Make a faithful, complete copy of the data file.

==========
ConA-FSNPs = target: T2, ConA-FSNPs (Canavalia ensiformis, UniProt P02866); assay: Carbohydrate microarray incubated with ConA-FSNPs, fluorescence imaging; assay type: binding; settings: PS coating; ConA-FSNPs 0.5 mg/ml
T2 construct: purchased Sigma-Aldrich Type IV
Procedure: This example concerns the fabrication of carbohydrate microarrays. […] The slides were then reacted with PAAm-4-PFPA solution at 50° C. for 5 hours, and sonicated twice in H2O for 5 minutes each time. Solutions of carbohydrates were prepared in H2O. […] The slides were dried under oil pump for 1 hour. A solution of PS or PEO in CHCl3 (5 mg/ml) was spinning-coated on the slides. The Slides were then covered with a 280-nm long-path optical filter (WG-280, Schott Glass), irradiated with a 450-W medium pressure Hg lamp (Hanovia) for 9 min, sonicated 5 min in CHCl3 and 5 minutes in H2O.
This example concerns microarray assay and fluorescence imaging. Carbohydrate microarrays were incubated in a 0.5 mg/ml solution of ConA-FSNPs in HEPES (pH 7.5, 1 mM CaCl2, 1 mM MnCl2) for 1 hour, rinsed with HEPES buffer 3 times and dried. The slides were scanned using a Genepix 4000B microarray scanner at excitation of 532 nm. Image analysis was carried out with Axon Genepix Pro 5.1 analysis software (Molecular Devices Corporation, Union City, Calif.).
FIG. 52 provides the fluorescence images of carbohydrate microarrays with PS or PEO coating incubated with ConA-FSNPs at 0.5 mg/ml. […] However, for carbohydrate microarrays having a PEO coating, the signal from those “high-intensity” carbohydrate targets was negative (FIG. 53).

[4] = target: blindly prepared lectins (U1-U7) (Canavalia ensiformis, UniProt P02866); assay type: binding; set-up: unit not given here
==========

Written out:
ConA-FSNPs = target: T2, ConA-FSNPs (Canavalia ensiformis, UniProt P02866); assay: Carbohydrate microarray incubated with ConA-FSNPs, fluorescence imaging; assay type: binding; settings: PS coating; ConA-FSNPs 0.5 mg/ml
T2 construct: purchased Sigma-Aldrich Type IV
Procedure: This example concerns the fabrication of carbohydrate microarrays. […] The slides were then reacted with PAAm-4-PFPA solution at 50° C. for 5 hours, and sonicated twice in H2O for 5 minutes each time. Solutions of carbohydrates were prepared in H2O. […] The slides were dried under oil pump for 1 hour. A solution of PS or PEO in CHCl3 (5 mg/ml) was spinning-coated on the slides. The Slides were then covered with a 280-nm long-path optical filter (WG-280, Schott Glass), irradiated with a 450-W medium pressure Hg lamp (Hanovia) for 9 min, sonicated 5 min in CHCl3 and 5 minutes in H2O.
This example concerns microarray assay and fluorescence imaging. Carbohydrate microarrays were incubated in a 0.5 mg/ml solution of ConA-FSNPs in HEPES (pH 7.5, 1 mM CaCl2, 1 mM MnCl2) for 1 hour, rinsed with HEPES buffer 3 times and dried. The slides were scanned using a Genepix 4000B microarray scanner at excitation of 532 nm. Image analysis was carried out with Axon Genepix Pro 5.1 analysis software (Molecular Devices Corporation, Union City, Calif.).
FIG. 52 provides the fluorescence images of carbohydrate microarrays with PS or PEO coating incubated with ConA-FSNPs at 0.5 mg/ml. […] However, for carbohydrate microarrays having a PEO coating, the signal from those “high-intensity” carbohydrate targets was negative (FIG. 53).

[4] = target: blindly prepared lectins (U1-U7) (Canavalia ensiformis, UniProt P02866); assay type: binding; set-up: unit not given here